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The Complete Howard Hawks

15 Jun

‘Complete Howard Hawks’ at Film Archive celebrates director who could do anything

John Wayne and Angie Dickinson talk with Howard Hawks on the set of “Rio Bravo” in 1959.

Howard Hawks may be the greatest American filmmaker you never really think about. His name should be right up there in the conversation with Coppola, Chaplin, Scorsese, Tarantino, Ford and Welles, but rarely is. His output – dozens of films, most during the 1930s, ’40s and ’50s Golden Era of Hollywood – is an astounding list, filled with iconic stars, yet Hawks never won an Oscar and was nominated only once as director, for “Sergeant York” (1941). Beginning Friday, the Harvard Film Archive will commemorate Hawks’ incredible career with “The Complete Howard Hawks.” The slate of 40 films will be exhibited throughout the summer, concluding Aug. 30 with “Monkey Business” (1952).

The classics include “Red River” (1948, screening Aug. 4 and 11), “Gentlemen Prefer Blondes” (1953, June 15 and 23), “Bringing Up Baby” (1938, June 15-16) and “The Big Sleep” (1946, June 29-30), peppered with Hollywood A-listers such as James Cagney, Gary Cooper, John Wayne, Humphrey Bogart, Marilyn Monroe and even a young James Caan. “Sergeant York” screens Aug. 12.

Hawks had a pretty rich life. He grew up in a family that possessed a small industrial fortune, attended Phillips Exeter Academy and earned a degree in mechanical engineering from Cornell. His interest in film came when his family transplanted from the Midwest to Pasadena, California. After a stint in the U.S. Air Force during World War I and some dabbling as a gambler and race car driver, Hawks fell in with the likes of Cecil B. DeMille and Douglas Fairbanks. Hawks made several silent films in the 1920s, including the hedonistic “A Girl in Every Port” (1928, July 8), the Arabian-Parisian romance “Fazil” (1928, July 22) – both to be screened with a live accompaniment by Robert Humphreville – and his debut about a woman coming to terms with her sudden blindness, “The Road to Glory” (1926, not on the calendar and not to be confused with the 1936 war movie of the same title by Hawks that plays Aug. 16).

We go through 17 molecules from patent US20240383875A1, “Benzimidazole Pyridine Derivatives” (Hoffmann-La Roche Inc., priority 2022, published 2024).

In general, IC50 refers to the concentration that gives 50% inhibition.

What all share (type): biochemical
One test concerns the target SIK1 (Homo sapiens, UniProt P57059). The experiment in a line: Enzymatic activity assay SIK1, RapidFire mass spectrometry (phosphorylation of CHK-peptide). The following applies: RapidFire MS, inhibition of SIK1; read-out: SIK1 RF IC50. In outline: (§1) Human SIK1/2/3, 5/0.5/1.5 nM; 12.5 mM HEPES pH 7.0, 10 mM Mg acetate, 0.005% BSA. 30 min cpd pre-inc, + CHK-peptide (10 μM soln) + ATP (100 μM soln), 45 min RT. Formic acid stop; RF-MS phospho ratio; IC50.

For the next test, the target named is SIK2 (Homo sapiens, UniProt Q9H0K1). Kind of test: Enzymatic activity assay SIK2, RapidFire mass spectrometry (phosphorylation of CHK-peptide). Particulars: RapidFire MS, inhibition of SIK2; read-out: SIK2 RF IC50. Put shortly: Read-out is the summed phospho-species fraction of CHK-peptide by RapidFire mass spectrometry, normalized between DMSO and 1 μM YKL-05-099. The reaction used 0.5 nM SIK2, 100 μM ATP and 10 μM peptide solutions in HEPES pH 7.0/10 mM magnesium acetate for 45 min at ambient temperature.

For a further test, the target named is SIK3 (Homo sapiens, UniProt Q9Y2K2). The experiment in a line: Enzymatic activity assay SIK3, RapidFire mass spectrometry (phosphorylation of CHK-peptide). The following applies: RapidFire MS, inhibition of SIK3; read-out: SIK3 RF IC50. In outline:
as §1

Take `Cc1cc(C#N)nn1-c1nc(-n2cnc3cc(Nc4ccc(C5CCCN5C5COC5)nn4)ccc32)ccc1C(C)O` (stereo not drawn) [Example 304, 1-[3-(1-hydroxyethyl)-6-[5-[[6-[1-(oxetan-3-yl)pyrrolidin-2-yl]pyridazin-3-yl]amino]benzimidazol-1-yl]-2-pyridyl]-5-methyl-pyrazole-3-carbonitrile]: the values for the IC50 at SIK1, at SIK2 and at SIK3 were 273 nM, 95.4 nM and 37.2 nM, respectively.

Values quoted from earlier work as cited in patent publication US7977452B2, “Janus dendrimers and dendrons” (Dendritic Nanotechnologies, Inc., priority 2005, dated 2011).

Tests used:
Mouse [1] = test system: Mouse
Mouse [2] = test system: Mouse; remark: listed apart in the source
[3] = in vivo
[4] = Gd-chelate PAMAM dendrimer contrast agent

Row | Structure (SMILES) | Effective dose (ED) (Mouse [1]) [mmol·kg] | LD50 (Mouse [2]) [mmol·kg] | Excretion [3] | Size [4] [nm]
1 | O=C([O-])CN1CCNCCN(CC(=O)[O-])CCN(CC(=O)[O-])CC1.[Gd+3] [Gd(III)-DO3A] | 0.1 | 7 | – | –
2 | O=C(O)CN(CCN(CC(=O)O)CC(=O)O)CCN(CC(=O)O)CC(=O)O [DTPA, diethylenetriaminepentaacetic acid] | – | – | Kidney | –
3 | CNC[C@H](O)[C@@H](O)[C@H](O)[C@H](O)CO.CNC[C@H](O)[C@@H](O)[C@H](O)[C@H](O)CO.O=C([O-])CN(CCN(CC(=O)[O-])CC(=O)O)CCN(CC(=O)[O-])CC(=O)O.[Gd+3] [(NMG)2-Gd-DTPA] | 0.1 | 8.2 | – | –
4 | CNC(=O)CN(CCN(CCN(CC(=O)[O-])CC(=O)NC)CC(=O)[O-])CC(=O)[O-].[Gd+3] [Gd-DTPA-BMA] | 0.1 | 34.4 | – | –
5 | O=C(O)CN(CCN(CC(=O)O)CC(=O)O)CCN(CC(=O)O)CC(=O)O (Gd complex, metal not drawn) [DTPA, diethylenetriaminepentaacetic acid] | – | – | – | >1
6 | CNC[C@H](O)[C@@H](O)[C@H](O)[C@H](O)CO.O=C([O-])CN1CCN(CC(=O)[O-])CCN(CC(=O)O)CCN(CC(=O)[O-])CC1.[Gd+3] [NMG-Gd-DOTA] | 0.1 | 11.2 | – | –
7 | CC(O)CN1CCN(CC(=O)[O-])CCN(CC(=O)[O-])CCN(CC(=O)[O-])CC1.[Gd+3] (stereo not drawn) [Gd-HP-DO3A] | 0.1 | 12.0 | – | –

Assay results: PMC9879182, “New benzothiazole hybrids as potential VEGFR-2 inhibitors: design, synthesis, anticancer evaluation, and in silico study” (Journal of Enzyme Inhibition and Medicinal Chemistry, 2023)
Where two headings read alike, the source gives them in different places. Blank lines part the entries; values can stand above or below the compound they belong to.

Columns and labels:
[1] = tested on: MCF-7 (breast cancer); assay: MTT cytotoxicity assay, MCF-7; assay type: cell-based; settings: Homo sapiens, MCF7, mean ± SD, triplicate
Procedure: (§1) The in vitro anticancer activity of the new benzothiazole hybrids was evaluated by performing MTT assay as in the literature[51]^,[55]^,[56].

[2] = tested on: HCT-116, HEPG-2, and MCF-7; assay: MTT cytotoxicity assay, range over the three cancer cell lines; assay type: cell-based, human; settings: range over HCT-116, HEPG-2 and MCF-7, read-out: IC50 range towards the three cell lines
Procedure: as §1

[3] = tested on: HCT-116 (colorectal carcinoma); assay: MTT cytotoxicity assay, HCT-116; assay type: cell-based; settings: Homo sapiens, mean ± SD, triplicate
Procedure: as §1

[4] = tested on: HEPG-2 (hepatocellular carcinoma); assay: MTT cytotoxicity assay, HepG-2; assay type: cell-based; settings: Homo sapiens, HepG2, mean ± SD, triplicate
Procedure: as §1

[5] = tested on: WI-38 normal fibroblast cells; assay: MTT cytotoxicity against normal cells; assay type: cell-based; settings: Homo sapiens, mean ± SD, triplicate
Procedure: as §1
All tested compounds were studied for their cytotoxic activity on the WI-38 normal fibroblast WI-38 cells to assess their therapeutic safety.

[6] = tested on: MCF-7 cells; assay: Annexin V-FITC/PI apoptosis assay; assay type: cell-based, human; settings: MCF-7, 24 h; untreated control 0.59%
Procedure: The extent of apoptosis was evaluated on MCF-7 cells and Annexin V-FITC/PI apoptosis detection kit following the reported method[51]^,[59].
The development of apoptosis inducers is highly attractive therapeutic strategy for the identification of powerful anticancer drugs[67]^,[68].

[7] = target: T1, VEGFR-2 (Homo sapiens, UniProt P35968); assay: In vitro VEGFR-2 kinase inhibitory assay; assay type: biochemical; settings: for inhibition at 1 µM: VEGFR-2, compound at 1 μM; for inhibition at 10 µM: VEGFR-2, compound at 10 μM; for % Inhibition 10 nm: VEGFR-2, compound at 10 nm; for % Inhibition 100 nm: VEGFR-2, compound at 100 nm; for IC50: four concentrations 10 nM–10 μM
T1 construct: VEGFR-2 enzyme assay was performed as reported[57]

Many of Hawks’ works mirrored his life. He made several war films with a focus on aviation, including “Today We Live” (1933, Aug. 24), “Only Angels Have Wings” (1939, June 14 and 16), “Dawn Patrol” (1930, July 13 and 28) and the chaotic post-Pearl Harbor bombing epic, “Air Force” (1943, July 14 and 21), as well car racing dramas such as “The Crowd Roars” (1932, Aug. 19) starring Cagney and “Red Line 7000” (1965, Aug. 23).

Hawks’ diverse, genre-spanning slate included crime dramas (“Scarface,” 1932, June 29 and July 7), noir (“The Big Sleep”), romantic comedies (“His Girl Friday,” 1940, June 24 and Aug. 30), westerns (“Rio Bravo,” 1959, July 26 and Aug. 10) where he was often competing for audience share against friend John Ford, and a foray into science fiction (“The Thing From Another World,” 1951, July 13 and 21, from the same source material as John Carpenter’s 1982 sci-fi horror film “The Thing”). 

Personal favorites include the adaptation of Raymond Chandler’s pulp noir “The Big Sleep” which boasts a screenwriting credit from Willam Faulkner, “Bringing Up Baby,” which I feel is the greatest rom-com of all time – but, then again, I wanted to be a paleontologist growing up – and “Scarface,” with Paul Muni setting the standard for classic bad guy performances. Then there’s the classic showdown “High Noon,” which paired Gary Cooper (one of Hawks’ two longtime collaborators, the other being Cary Grant) as the sheriff with an “X” on his back and Grace Kelly, and the grim and dark “Rio Bravo,” which would become the basis for another Carpenter film, the 1976 urban crime thriller, “Assault on Precinct 13.” Angling back toward the light is the newsroom romp “His Girl Friday.” Perhaps one reason Hawks is left out when it comes to talking greats is his appetite for a smorgasbord of subjects and his quietly competent compositions – for better or worse, you don’t feel the filmmaker in there trying to make a splash or leave his signature, as you do with many star directors. Hawks’ films have always been about narrative and character and letting the combination make the magic that pulls in the audience. It’s something he did repeatedly.